When a marriage ends and New Jersey residents are unable to come to an amicable settlement, the proceedings can get quite contentious. One of the most fought over issues in a divorce is dividing the marital property. There are many things that one of the parties can do to exacerbate the circumstances, and dissipating the marital assets is one of them.

Spending money and otherwise disposing of marital assets so that they cannot be divided is the hallmark of dissipation. This is often done in order to keep the other spouse from receiving his or her share of them. In order to combat this, an Automatic Temporary Restraining Order (ATRO) can be filed. This document prohibits either party from making changes to the marital financial situation during the proceedings.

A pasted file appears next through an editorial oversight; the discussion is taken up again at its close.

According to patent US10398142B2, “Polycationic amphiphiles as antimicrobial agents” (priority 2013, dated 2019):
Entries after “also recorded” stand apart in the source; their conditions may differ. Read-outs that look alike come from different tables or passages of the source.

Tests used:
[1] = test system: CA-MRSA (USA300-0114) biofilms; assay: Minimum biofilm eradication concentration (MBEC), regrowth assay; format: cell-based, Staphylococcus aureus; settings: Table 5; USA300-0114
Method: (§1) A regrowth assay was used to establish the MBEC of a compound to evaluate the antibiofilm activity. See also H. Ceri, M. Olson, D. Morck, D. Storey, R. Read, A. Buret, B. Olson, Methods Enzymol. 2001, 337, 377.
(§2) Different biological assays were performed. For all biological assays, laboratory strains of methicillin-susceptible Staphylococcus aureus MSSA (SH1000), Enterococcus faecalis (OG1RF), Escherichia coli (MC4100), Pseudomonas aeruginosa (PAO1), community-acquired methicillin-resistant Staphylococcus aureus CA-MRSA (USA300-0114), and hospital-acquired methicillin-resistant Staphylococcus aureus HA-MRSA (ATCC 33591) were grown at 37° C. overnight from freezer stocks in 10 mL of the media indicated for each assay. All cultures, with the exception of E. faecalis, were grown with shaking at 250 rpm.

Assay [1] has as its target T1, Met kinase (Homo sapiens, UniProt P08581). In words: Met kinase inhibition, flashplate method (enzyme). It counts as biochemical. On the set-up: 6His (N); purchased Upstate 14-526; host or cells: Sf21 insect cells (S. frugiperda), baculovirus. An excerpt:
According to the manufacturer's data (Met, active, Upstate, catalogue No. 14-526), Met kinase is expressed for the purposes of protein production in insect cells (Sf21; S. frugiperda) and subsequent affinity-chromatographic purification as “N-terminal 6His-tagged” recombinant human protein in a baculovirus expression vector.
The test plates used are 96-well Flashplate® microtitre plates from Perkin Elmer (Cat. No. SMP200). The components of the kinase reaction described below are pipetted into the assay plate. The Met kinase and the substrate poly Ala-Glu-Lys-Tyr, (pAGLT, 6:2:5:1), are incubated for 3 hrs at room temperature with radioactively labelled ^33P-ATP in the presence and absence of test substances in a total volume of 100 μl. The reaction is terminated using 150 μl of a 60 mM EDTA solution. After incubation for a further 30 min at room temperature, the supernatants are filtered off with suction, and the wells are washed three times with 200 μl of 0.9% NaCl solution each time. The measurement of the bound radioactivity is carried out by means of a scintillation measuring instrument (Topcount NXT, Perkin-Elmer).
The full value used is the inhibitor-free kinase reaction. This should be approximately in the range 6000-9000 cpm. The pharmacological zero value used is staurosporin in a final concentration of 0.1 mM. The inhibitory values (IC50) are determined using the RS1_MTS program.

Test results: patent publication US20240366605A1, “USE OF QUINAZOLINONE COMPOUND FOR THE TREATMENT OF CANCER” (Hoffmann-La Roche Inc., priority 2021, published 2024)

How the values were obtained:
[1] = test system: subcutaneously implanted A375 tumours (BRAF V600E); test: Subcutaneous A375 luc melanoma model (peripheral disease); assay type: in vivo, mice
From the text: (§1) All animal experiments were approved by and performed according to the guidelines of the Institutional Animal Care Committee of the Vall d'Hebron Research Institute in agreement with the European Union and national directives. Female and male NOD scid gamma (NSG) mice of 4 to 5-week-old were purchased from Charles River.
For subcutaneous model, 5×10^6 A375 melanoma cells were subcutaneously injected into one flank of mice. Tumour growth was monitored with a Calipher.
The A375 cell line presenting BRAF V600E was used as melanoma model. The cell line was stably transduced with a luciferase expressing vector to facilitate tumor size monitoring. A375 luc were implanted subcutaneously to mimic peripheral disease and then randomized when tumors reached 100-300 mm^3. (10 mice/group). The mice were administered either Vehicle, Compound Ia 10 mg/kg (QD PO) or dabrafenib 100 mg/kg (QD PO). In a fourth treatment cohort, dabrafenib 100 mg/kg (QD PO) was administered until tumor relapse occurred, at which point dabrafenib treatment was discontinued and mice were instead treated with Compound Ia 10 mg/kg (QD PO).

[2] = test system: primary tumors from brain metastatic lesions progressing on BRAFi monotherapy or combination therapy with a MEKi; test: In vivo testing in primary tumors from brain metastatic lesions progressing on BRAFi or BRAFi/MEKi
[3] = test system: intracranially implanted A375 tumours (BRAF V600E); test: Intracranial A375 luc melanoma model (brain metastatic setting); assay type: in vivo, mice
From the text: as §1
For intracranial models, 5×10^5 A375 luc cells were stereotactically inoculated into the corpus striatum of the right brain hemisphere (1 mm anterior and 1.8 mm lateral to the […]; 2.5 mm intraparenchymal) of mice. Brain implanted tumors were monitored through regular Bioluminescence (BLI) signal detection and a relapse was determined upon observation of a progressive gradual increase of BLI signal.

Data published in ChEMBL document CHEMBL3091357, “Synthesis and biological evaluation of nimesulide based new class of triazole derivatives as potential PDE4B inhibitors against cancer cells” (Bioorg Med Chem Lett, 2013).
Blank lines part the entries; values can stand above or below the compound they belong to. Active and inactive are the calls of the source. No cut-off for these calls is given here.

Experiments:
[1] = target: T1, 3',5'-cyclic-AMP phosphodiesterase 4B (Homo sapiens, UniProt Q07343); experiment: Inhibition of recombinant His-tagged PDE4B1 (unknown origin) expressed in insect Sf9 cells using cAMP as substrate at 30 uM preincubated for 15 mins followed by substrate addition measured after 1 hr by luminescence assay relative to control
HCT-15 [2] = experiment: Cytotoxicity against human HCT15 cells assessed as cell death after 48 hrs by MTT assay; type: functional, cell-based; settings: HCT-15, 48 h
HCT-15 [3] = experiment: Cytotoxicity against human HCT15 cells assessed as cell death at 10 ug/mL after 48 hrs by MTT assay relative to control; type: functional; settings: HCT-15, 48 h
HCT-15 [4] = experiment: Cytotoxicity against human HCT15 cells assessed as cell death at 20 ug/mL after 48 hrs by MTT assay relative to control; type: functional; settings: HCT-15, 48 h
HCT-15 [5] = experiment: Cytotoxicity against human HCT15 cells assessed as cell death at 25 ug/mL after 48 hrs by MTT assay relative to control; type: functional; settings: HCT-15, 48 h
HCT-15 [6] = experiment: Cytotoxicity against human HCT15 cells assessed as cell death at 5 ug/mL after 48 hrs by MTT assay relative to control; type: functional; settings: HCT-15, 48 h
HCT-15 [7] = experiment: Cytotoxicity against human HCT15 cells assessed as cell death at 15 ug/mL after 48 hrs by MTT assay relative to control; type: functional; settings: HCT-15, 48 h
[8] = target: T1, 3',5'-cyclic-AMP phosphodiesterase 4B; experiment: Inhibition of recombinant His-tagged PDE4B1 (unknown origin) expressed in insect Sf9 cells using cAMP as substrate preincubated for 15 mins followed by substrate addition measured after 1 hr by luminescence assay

Even if an ATRO is in place, that does not necessarily mean that it will be followed. It would be a good idea to keep track of bank accounts, credit card statements and other financial and property documentation in an attempt to identify if assets are being squandered. It might be necessary to bring in a forensic accountant in order to determine whether the marital estate is intact.

Going through a divorce is never easy, but when one of the parties is attempting to sabotage the settlement and jeopardize the future of the other spouse, it can be much more of a challenge. It could require the help of an attorney, other advisors and the court to receive an equitable share of the martial assets. New Jersey residents who find themselves in this situation would benefit from talking to an attorney as quickly as possible.

Source: Forbes, “What is dissipation of assets in divorce and what, if anything, can you do about it?“, Jeff Landers, Nov. 1, 2016